” ‘The chief end of man is to glorify God and to enjoy Him forever.’* It would be scripturally false to leave out the second phrase, ‘and to enjoy Him forever.’ The men who formulated this showed great wisdom and insight is saying, ‘and to enjoy Him forever.’ Nevertheless, the first phrase is the first phrase: ‘The chief end of man is to glorify God.’ And in Christianity we have a non-determined God who did not need to create because there was love and communication within the Trinity, and yet having been created, we as men can glorify God. If we fail to emphasize that we can glorify God, we raise the question of whether men are significant at all. We begin to lose our humanity as soon as we begin to lose the emphasis that what we do makes a difference. We can glorify God, and both the Old and New Testament say that we can even make God sad. That is tremendous.” —Francis Schaeffer
Now you know why you’re here. Be significant.
*The Westminster Shorter Catechism
“When I have a terrible need of—shall I say the word—religion—then I go out and paint the stars.” —Vincent Van Gogh
In a turbulent world, a turbulent man had it right. Before he painted, Vincent was a failed preacher who remembered that the heavens still declared the glory of God. In Alex Haley’s novel Roots, Kunte Kinte’s ancestor held his newborn son heavenward, declaring, “Behold, the only thing greater than you!” Carole King wrote in her song Up On a Roof, “At night, the stars, they put on a show for free…”
Turbulence drowns in a sea of peace when we take time to go outside and just look up. The Heavens still declare God’s Glory—He made them, you know, and He is bigger than all of it. Best of all, He loves you.
“He made us lamps for His light, not the salesmen or customers of His fire. He fits no category, exceeds every attribution, defies all description. He is immeasurably more than the object of our study—He’s the subject of the universe itself. “He’s the superlative of everything good you choose to call Him”, Rev. Lockwood proclaimed— yet we still tread the surface of the Sea of Him seeking to stay afloat—waters in which He intended us to drown.”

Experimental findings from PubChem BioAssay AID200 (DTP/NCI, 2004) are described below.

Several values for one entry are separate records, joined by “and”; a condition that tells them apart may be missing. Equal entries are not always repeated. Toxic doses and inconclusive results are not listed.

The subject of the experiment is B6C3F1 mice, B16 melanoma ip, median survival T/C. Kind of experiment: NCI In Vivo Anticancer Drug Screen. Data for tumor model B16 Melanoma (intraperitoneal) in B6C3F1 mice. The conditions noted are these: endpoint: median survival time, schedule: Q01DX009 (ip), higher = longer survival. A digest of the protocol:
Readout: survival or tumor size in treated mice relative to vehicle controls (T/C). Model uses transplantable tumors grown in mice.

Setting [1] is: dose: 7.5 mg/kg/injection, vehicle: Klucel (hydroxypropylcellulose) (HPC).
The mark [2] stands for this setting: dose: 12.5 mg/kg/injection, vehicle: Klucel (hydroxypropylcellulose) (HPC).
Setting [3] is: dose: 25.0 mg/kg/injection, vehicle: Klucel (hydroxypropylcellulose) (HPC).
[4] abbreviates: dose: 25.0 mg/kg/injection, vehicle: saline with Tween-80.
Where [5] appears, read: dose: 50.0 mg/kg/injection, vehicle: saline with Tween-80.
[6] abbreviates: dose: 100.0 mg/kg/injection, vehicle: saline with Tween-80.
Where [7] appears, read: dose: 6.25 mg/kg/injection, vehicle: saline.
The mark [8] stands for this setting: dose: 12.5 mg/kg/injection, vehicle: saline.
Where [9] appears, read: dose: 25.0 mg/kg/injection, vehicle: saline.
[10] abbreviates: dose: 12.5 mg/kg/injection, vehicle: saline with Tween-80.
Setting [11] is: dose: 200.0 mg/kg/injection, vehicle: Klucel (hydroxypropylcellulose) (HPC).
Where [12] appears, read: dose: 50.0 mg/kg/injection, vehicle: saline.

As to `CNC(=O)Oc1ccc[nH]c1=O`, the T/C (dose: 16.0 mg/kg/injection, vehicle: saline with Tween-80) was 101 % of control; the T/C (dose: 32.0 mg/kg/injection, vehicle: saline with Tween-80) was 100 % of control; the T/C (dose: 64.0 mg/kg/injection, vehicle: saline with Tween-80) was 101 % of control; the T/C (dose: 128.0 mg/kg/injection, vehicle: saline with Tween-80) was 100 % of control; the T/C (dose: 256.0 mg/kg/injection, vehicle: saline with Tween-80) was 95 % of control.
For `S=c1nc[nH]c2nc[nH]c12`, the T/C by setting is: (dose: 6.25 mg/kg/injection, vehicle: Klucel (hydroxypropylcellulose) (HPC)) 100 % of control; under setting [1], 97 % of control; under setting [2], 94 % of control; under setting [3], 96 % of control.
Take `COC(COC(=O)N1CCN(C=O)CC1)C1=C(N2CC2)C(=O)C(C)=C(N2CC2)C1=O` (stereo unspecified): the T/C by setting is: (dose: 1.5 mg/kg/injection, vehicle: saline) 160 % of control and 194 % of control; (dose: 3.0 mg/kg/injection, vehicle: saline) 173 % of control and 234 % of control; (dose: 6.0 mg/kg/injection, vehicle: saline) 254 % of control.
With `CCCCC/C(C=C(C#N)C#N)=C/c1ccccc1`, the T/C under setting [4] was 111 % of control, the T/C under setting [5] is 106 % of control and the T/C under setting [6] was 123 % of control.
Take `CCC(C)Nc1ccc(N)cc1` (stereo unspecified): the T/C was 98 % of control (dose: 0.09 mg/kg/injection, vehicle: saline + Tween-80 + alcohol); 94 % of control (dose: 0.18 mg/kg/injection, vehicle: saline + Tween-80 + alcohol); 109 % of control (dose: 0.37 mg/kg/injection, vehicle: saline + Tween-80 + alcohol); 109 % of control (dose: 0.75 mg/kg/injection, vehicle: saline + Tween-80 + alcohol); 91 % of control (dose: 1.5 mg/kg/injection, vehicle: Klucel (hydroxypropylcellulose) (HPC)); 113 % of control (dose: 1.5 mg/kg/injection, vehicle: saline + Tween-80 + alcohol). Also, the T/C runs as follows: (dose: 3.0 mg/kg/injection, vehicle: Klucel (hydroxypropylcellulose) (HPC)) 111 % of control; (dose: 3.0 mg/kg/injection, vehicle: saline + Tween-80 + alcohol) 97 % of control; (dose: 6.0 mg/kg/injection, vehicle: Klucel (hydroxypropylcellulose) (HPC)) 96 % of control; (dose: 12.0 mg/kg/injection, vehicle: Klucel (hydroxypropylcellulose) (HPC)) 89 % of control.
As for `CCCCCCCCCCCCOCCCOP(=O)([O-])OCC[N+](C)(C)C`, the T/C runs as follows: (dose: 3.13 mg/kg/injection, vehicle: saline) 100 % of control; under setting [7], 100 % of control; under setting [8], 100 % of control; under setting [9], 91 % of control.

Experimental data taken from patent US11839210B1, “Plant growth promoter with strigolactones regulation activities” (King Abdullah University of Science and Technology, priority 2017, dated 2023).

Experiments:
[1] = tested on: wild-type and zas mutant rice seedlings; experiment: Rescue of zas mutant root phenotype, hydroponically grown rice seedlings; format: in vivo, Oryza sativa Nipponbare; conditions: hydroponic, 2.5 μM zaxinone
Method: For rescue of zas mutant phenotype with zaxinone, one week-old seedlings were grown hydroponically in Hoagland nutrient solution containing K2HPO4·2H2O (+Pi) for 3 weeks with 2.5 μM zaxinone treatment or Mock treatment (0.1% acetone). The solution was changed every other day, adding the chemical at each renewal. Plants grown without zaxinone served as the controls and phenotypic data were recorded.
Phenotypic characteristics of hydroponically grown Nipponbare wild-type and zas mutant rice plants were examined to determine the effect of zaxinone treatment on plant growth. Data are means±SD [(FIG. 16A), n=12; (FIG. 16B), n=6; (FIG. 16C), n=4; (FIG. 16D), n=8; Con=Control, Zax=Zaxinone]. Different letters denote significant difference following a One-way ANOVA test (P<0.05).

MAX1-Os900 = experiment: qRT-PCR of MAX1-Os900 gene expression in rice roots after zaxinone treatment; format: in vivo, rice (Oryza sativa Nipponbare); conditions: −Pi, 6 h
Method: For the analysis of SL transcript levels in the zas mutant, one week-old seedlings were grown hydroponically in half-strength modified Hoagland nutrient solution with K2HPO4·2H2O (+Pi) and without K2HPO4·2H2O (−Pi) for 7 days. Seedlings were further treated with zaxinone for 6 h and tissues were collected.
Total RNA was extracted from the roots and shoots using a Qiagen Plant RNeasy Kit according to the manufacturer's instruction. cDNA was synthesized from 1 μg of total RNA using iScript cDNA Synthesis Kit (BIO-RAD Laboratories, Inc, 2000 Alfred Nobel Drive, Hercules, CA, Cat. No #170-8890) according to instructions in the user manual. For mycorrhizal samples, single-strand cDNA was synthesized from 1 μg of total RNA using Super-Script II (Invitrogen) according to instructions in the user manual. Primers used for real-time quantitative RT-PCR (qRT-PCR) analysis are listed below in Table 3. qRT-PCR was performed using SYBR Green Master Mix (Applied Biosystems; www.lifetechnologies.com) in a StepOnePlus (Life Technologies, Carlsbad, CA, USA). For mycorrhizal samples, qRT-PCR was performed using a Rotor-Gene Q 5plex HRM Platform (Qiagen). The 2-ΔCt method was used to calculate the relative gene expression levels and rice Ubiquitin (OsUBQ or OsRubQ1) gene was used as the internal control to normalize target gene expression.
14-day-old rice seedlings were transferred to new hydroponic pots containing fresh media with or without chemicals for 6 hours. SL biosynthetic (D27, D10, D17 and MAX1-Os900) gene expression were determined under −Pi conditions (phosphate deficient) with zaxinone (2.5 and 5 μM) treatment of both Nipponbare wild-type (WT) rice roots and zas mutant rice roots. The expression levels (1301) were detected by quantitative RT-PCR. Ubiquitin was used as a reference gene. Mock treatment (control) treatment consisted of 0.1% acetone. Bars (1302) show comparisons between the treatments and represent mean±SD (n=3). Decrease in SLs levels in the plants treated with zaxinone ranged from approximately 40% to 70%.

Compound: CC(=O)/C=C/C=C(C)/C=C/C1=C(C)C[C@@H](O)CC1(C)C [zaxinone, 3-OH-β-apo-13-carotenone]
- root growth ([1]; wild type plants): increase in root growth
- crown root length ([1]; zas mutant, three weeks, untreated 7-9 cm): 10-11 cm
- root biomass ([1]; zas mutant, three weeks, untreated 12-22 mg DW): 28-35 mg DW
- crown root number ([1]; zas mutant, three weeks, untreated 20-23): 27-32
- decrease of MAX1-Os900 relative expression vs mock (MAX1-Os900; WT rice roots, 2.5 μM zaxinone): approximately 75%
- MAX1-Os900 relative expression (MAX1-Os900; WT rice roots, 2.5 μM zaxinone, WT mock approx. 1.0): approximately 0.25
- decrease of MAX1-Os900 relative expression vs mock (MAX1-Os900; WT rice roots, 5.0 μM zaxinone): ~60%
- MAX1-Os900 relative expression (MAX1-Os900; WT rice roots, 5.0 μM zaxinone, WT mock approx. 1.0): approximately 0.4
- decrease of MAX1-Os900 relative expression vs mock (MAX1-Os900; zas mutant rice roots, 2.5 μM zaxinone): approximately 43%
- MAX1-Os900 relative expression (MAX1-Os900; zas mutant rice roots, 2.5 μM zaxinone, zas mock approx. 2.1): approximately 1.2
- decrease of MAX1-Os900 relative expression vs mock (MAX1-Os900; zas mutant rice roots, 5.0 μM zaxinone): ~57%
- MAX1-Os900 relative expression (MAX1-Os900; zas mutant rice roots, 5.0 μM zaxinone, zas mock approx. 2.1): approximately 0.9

I’m going under for the third time. No rescue is necessary.
“Many years ago I asked the Lord why He called me to ministry and He answered me very clearly. He said, “This is how you will worship Me, and bring Me glory...” —Pastor Roger Ullman
What is your calling? Not sure? What do you love to do that benefits and blesses others? That’s a much easier question to answer. And that’s your calling, and it’s your spiritual gift—given to you to happily give away to others. It’s how we worship God, and it’s how we glorify Him in this messy world.
Give ’em heaven.
“You asked for a loving God: you have one. The great spirit you so lightly invoked…is present: not a senile benevolence that drowsily wishes you to be happy in your own way, not the cold philanthropy of a conscientious magistrate, nor the care of a host who feels responsible for the comfort of his guests, but the consuming fire Himself—the Love that made the worlds, persistent as the artist’s love for his work and despotic as a man’s love for a dog, provident and venerable as a father’s love for a child, jealous, inexorable, exacting as love between the sexes. How this should be, I do not know: it passes reason to explain why any creatures, not to say creatures such as we, should have a value so prodigious in their Creator’s eyes. It is certainly a burden of glory not only beyond our deserts but also (except in rare moments of grace) beyond our desiring…” —C.S. Lewis on the Sermon on the Mount
Revel in this, for there is nothing greater—then go love others the same way He loved you.
(It’s okay—He will help.)
Illustration by Justin Sweet © 2006
What will people remember you for? Even more, what have you done with your life that will outlast you? C.H. Spurgeon, the “prince of preachers”, put it like this…
“What pain to find your life-work to be a lot of wood, and hay, and stubble that will blaze furiously, and die out in ashes! You know what I mean: so much time spent in planning frivolous amusements for the people, so much talent expended in teaching that which is not the gospel, so much zeal consumed upon matters that do not concern eternal things, all this will burn. Beloved, do your Master’s work, win souls, preach Christ, expound your Bibles, pray men to be reconciled to God, plead with men to come to Christ. This kind of work will withstand the fire; and when the last great day shall dawn, this will remain to glory and honor!”
May all your deeds be fireproof.
Tough day? Philosopher Simone Weil had many. She also saw God’s grace while dying of tuberculosis…
“The extreme greatness of Christianity lies in the fact that it does not seek a supernatural cure for suffering, but a supernatural use of it.”
It amazes me that even when God doesn’t ease our sufferings, He can still be glorified through them. That alone may be the greatest comfort of all.